Ibaka has guarded Griffin on almost every possession Griffin has ended up taking a shot in through the first two game of the series. Griffin has been held to 38 points on 29 shots in the series overall, but only 14 of those points have come when Ibaka has guarded Griffin, and it has taken 21 shots to do it (plus 2 free throws).

The Clippers have had considerable success with Griffin when Ibaka has not been guarding him, something the Thunder need to avoid at all costs moving forwad. Kevin Durant and Caron Butler have been abused on their few tries in the post, while Steven Adams has picked up foul after foul. The only success the Clippers have managed to have with Griffin while he has been guarded by Ibaka has been with pick and rolls (or pick and pops). 8 of Griffin’s 14 points against Ibaka have come from these scenarios, as Chris Paul has managed to pull Ibaka way out of position, and Griffin has filled the open space with expert precision.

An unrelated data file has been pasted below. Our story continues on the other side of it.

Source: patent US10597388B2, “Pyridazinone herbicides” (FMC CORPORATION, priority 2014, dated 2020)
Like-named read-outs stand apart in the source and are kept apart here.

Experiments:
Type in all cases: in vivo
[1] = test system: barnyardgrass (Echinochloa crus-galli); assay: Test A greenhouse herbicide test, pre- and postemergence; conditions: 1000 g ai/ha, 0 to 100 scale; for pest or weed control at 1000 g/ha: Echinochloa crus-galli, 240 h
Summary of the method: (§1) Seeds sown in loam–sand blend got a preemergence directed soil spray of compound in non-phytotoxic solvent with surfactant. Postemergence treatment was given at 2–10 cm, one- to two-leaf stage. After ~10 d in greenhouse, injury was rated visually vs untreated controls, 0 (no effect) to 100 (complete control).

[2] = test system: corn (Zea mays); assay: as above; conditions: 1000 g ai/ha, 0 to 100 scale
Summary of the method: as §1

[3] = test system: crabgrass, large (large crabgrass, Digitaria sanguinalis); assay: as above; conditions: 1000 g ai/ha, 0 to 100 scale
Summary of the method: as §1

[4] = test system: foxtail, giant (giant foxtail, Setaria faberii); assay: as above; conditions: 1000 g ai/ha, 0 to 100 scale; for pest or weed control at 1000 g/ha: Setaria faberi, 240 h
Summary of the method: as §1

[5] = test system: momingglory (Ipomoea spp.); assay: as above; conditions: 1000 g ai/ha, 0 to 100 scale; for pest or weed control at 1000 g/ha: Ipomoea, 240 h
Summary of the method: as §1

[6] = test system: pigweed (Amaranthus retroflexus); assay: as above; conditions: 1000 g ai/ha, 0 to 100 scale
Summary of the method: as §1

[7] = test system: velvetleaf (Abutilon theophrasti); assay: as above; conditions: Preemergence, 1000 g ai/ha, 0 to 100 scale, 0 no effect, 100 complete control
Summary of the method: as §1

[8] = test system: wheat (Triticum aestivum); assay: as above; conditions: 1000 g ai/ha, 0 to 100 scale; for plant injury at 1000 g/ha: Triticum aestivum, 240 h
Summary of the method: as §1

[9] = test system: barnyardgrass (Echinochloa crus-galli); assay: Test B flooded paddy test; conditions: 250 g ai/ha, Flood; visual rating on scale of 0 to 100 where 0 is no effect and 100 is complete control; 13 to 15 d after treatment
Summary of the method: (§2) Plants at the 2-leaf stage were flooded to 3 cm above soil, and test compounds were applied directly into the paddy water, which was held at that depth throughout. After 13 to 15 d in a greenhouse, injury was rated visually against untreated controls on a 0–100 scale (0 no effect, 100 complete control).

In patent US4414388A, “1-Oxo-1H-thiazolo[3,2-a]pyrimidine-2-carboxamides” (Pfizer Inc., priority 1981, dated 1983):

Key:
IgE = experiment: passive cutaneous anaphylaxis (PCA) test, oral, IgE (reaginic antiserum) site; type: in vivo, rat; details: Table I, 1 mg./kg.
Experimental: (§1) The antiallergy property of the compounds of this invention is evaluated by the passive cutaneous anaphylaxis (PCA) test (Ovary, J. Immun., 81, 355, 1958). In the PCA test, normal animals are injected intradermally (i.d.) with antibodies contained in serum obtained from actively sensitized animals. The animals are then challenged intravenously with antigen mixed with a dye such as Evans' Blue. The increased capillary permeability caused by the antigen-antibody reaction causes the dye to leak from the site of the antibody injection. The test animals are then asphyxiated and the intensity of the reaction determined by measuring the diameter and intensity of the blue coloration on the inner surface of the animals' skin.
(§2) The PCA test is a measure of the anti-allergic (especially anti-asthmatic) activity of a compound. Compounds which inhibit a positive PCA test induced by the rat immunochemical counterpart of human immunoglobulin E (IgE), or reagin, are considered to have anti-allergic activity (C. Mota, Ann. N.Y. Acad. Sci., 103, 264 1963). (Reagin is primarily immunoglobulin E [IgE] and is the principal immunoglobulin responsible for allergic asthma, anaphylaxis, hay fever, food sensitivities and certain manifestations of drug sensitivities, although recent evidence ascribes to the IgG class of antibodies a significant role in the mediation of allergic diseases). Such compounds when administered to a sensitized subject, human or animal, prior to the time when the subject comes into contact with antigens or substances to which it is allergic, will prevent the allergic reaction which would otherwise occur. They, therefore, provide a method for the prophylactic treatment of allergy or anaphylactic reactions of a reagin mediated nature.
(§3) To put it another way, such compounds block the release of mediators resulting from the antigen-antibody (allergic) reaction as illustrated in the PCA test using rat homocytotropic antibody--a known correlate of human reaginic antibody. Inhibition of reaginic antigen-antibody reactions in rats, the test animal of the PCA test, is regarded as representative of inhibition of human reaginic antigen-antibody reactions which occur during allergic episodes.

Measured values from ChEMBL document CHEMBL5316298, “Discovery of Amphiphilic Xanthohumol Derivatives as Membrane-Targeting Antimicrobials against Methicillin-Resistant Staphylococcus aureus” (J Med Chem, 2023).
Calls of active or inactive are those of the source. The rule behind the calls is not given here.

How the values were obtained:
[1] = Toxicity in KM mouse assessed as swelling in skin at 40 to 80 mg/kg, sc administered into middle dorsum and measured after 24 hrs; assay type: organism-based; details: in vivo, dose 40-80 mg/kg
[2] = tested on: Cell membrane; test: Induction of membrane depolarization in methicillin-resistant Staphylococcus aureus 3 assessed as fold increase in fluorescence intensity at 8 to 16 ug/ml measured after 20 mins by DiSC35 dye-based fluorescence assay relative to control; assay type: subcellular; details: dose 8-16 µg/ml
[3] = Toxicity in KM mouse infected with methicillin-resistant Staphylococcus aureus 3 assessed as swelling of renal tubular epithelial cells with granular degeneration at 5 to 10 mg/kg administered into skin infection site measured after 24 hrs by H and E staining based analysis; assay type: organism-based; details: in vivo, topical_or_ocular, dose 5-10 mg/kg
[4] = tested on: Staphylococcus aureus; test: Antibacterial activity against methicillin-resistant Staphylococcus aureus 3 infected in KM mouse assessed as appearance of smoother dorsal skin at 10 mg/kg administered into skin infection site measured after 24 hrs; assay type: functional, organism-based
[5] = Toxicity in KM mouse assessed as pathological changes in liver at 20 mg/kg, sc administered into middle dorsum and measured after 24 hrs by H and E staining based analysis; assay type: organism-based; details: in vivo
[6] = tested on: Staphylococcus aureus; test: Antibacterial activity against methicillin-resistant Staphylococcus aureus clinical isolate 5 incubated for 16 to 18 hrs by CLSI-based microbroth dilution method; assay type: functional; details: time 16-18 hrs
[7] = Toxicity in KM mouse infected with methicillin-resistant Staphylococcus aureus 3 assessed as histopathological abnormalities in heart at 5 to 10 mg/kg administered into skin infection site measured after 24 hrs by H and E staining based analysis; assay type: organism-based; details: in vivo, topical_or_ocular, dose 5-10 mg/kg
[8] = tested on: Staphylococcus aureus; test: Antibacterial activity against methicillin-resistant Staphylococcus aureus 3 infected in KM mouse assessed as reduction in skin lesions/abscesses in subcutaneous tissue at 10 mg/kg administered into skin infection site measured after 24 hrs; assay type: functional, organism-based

The one foul on Ibaka – and ensuing technical – which led to two of Griffin’s “Ibaka points”, came when the Thunder decided to go small and have Durant try to guard Griffin. Not only is Durant not capable of doing this, but Westbrook ended up getting switched onto Griffin, forcing Ibaka to help off of DeAndre Jordan and get called for a foul. Griffin has only managed 4 points on the 15 shots he’s taken when he is in a 1 on 1 situation against Ibaka, and they’ve all come while settling for a jumper, an atrocious result for a true offensive superstar. Griffin has managed 0 points in the post – yes ZERO – when guarded directly by Serge Ibaka. Below is a video of every Ibaka-Griffin possession that ended in a Griffin field goal attempt in the first 2 games of this series:

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I love basketball. Listen to me rant: @JDonSports